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Parents' Guide to


By Mandie Caroll, Common Sense Media Reviewer

age 14+

Engrossing docuseries follows cheer team champions.

Cheer Poster Image

A Lot or a Little?

What you will—and won't—find in this TV show.

Community Reviews

age 14+

Based on 5 parent reviews

age 18+

Pushes the Envelope on Physical Abuse

I believe the opportunity that some of these kids have been given is great and they all great in their own way. Where it crosses the line for me is it’s almost glamourizing pushing yourself to the limit and risking serious injury to win. It’s too much. And Monica makes it very clear that it’s her reputation at stake which I believe is her real motivation behind her strict, firm and at time grueling approach to preparation for 2.5 minutes once a year in Daytona. I believe she wants it to be about the kids, but it really is about her winning. Enough is never enough. Furthermore, I feel like this production projects Texas values on kids who come from all walks of life and situations. The History Professor being the best example. She says she’s teaching TX history when all she is doing is projecting the ultra conservative values of Corsicana onto Students who don’t really care. She goes as far as to say she totes her gun with her everywhere she goes. If the goal of this show is to show how physical cheerleading is and others should see it as a sport, fine, but the message that you get and see is young kids who love the sport being pushed to the limit constantly and made to feel bad when they fail. As one reviewer put it, Monica doesn’t put much into their little victories. It’s a business to her more than anything. She claims and states the kids are more important yet every decision she makes it geared toward ensuring the win. How about some of those kids who never make it to Mat? It’s a business decision to keep them off and hoping, but trusting Monica because of the reputation she’s built. Personally, the guy who runs the Trinity Univesoty program is more balanced and a better example.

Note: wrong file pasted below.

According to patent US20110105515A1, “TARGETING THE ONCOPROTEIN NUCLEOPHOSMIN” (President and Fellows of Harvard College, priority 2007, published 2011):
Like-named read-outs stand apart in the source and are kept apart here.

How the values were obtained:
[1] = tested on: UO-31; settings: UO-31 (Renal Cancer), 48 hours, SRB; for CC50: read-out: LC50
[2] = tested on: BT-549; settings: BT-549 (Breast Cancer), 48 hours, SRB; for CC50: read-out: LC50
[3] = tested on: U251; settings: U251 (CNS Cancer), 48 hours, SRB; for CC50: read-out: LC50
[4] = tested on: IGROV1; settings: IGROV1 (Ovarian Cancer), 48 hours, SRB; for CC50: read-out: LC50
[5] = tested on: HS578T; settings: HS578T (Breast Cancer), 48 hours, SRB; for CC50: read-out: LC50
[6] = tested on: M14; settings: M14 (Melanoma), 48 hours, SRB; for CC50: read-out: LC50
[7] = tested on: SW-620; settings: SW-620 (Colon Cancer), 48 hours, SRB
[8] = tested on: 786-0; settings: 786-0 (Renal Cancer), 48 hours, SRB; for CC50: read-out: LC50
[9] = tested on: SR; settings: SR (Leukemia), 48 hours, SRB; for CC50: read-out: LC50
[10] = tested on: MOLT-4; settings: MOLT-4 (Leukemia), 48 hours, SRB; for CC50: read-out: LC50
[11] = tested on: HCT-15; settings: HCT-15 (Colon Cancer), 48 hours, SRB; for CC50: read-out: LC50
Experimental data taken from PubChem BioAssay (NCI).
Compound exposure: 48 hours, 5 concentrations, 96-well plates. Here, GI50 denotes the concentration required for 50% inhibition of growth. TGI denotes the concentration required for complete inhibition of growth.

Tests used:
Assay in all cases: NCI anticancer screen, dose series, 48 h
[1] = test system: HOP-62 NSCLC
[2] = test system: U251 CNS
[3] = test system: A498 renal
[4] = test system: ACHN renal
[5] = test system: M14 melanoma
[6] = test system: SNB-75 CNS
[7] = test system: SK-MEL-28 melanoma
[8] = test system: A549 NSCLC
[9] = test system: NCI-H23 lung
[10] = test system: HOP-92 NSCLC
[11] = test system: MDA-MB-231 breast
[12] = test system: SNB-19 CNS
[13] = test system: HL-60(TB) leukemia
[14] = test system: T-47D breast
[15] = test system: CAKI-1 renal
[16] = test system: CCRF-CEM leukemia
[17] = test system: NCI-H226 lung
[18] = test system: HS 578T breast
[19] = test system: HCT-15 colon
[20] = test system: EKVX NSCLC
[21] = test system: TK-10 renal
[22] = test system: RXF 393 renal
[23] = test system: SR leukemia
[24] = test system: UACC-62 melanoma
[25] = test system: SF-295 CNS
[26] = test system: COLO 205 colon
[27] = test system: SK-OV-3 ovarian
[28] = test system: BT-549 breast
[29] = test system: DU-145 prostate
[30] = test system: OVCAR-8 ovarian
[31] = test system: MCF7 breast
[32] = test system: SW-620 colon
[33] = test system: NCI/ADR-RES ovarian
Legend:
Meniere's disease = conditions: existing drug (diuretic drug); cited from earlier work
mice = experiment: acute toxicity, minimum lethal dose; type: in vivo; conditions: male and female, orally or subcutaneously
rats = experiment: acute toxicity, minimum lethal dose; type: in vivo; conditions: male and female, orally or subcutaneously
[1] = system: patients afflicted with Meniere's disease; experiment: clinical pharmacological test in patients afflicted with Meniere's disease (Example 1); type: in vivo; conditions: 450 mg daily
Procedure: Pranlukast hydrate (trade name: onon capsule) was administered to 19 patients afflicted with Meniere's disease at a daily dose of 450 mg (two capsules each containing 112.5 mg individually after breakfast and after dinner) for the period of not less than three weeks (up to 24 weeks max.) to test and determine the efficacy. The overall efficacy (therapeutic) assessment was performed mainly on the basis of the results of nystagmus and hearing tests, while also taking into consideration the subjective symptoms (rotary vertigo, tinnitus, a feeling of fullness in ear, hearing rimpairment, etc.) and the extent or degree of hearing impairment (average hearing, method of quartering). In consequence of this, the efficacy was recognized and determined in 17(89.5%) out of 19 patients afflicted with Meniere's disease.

age 16+
Only watched a few bits of a few episodes and decided this was not for my 13 year old daughter who is a cheerleader. The reality of some of the stories is heartfelt but really not appropriate for a middle school aged person I think. Too much drama with a capital D. The rating of TV-MA was enough for me to tell my daughter that she will have to wait a few years to view.

Is It Any Good?

Our review:
Parents say (5 ):
Kids say (10 ):

This surprisingly captivating docuseries about a team at the top of its game will delight cheer-loving viewers and convert the cheer-averse. The alternating scenes of cheer practices and performances and the life stories of compelling personalities in Cheer invest the viewer from the very first episode. It's also very balanced. Coach Monica's strong persona doesn't dominate the show. The young people really do shine here, and viewers will find themselves invested in their (and the teams') success. Stakes are established early: risk of major injury and the fact that only twenty of the forty cheerleaders will be selected to be "on mat" at Nationals makes the show pleasingly suspenseful.

A missed opportunity: going deeper into the important issues of LGBTQ discrimination and financial barriers to cheering, which are raised, but not given the deep attention they deserve. Other than that, the story is structured so well that as the competition nears, the tension and anxiety swells to near-panic levels for the cheerleaders and viewers of the show. The result of Nationals is as emotional as it gets in documentaries, but by the time the viewer gets to the end, many tears may have already been shed -- this show pulls at the heart all the way through and may even convert new fans to the sport.

TV Details

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